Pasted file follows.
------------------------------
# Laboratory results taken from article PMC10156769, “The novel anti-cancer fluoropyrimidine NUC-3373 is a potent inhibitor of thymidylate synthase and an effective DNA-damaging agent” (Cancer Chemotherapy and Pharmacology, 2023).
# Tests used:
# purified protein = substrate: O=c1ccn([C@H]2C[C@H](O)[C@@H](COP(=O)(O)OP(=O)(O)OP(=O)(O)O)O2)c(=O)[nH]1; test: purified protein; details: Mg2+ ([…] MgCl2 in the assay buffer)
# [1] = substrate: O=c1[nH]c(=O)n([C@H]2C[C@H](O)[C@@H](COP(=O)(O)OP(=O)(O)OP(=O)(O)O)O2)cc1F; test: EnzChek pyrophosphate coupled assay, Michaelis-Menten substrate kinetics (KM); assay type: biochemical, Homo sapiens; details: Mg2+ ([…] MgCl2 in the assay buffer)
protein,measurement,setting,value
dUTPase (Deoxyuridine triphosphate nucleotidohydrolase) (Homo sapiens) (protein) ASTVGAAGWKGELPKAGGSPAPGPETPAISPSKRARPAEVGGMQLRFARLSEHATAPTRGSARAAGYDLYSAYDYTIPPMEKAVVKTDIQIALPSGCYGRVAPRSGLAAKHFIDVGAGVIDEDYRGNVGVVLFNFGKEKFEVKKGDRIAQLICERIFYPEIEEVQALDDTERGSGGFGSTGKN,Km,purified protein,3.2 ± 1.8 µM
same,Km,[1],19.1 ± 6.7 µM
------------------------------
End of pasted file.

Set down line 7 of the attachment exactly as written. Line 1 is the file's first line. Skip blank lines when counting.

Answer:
same,Km,[1],19.1 ± 6.7 µM